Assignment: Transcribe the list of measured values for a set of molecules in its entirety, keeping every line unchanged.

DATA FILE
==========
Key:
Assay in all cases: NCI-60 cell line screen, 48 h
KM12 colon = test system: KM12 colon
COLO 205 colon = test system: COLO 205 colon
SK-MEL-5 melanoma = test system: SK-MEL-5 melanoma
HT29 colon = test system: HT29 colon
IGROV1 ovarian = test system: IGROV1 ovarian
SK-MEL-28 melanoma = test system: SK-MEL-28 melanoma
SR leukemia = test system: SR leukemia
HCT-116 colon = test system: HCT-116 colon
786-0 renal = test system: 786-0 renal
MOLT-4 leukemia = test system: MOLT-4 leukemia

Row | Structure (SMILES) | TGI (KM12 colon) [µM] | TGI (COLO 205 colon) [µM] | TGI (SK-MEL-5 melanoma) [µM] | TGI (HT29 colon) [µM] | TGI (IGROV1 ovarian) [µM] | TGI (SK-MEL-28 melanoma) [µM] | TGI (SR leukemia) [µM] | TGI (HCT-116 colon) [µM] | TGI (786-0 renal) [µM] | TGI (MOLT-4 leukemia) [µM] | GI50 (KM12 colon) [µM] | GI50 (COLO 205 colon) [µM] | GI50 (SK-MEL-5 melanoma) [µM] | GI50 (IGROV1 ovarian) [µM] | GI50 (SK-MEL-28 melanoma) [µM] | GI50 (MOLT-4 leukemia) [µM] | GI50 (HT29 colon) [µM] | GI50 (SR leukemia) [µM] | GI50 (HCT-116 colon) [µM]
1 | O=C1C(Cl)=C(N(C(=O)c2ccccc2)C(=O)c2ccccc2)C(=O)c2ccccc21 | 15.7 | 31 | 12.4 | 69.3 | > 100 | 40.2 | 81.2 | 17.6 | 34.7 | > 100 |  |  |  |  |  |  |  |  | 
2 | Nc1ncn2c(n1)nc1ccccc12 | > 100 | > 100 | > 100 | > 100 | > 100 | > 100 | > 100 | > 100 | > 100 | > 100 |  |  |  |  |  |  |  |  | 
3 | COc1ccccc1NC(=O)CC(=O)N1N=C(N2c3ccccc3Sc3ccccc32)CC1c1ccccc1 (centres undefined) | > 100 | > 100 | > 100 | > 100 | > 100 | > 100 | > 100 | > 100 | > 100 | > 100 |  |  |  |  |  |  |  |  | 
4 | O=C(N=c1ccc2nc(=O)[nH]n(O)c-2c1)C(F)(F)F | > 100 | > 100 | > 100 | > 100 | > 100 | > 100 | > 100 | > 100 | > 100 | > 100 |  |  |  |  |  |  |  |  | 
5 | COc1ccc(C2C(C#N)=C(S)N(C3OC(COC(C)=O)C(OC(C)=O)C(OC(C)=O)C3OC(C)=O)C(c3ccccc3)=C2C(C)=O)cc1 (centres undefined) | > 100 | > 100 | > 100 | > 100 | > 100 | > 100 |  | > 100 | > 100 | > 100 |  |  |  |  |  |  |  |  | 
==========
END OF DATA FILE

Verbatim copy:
Key:
Assay in all cases: NCI-60 cell line screen, 48 h
KM12 colon = test system: KM12 colon
COLO 205 colon = test system: COLO 205 colon
SK-MEL-5 melanoma = test system: SK-MEL-5 melanoma
HT29 colon = test system: HT29 colon
IGROV1 ovarian = test system: IGROV1 ovarian
SK-MEL-28 melanoma = test system: SK-MEL-28 melanoma
SR leukemia = test system: SR leukemia
HCT-116 colon = test system: HCT-116 colon
786-0 renal = test system: 786-0 renal
MOLT-4 leukemia = test system: MOLT-4 leukemia

Row | Structure (SMILES) | TGI (KM12 colon) [µM] | TGI (COLO 205 colon) [µM] | TGI (SK-MEL-5 melanoma) [µM] | TGI (HT29 colon) [µM] | TGI (IGROV1 ovarian) [µM] | TGI (SK-MEL-28 melanoma) [µM] | TGI (SR leukemia) [µM] | TGI (HCT-116 colon) [µM] | TGI (786-0 renal) [µM] | TGI (MOLT-4 leukemia) [µM] | GI50 (KM12 colon) [µM] | GI50 (COLO 205 colon) [µM] | GI50 (SK-MEL-5 melanoma) [µM] | GI50 (IGROV1 ovarian) [µM] | GI50 (SK-MEL-28 melanoma) [µM] | GI50 (MOLT-4 leukemia) [µM] | GI50 (HT29 colon) [µM] | GI50 (SR leukemia) [µM] | GI50 (HCT-116 colon) [µM]
1 | O=C1C(Cl)=C(N(C(=O)c2ccccc2)C(=O)c2ccccc2)C(=O)c2ccccc21 | 15.7 | 31 | 12.4 | 69.3 | > 100 | 40.2 | 81.2 | 17.6 | 34.7 | > 100 |  |  |  |  |  |  |  |  | 
2 | Nc1ncn2c(n1)nc1ccccc12 | > 100 | > 100 | > 100 | > 100 | > 100 | > 100 | > 100 | > 100 | > 100 | > 100 |  |  |  |  |  |  |  |  | 
3 | COc1ccccc1NC(=O)CC(=O)N1N=C(N2c3ccccc3Sc3ccccc32)CC1c1ccccc1 (centres undefined) | > 100 | > 100 | > 100 | > 100 | > 100 | > 100 | > 100 | > 100 | > 100 | > 100 |  |  |  |  |  |  |  |  | 
4 | O=C(N=c1ccc2nc(=O)[nH]n(O)c-2c1)C(F)(F)F | > 100 | > 100 | > 100 | > 100 | > 100 | > 100 | > 100 | > 100 | > 100 | > 100 |  |  |  |  |  |  |  |  | 
5 | COc1ccc(C2C(C#N)=C(S)N(C3OC(COC(C)=O)C(OC(C)=O)C(OC(C)=O)C3OC(C)=O)C(c3ccccc3)=C2C(C)=O)cc1 (centres undefined) | > 100 | > 100 | > 100 | > 100 | > 100 | > 100 |  | > 100 | > 100 | > 100 |  |  |  |  |  |  |  |  | 